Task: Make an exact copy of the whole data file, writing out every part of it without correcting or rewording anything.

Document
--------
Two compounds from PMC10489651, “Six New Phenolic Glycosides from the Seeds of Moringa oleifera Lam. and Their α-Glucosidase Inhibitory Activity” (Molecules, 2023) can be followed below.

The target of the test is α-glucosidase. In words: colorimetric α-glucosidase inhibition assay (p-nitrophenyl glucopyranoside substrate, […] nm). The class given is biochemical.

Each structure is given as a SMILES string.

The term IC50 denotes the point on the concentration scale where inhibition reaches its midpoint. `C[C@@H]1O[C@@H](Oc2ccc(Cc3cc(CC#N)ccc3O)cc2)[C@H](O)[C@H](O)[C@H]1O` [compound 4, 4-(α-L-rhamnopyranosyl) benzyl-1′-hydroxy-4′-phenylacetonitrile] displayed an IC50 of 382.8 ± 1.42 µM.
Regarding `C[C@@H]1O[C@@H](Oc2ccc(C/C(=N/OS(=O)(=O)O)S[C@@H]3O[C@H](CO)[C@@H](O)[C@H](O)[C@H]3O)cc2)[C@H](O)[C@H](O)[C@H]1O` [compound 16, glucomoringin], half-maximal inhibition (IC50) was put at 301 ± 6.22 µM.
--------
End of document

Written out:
Two compounds from PMC10489651, “Six New Phenolic Glycosides from the Seeds of Moringa oleifera Lam. and Their α-Glucosidase Inhibitory Activity” (Molecules, 2023) can be followed below.

The target of the test is α-glucosidase. In words: colorimetric α-glucosidase inhibition assay (p-nitrophenyl glucopyranoside substrate, […] nm). The class given is biochemical.

Each structure is given as a SMILES string.

The term IC50 denotes the point on the concentration scale where inhibition reaches its midpoint. `C[C@@H]1O[C@@H](Oc2ccc(Cc3cc(CC#N)ccc3O)cc2)[C@H](O)[C@H](O)[C@H]1O` [compound 4, 4-(α-L-rhamnopyranosyl) benzyl-1′-hydroxy-4′-phenylacetonitrile] displayed an IC50 of 382.8 ± 1.42 µM.
Regarding `C[C@@H]1O[C@@H](Oc2ccc(C/C(=N/OS(=O)(=O)O)S[C@@H]3O[C@H](CO)[C@@H](O)[C@H](O)[C@H]3O)cc2)[C@H](O)[C@H](O)[C@H]1O` [compound 16, glucomoringin], half-maximal inhibition (IC50) was put at 301 ± 6.22 µM.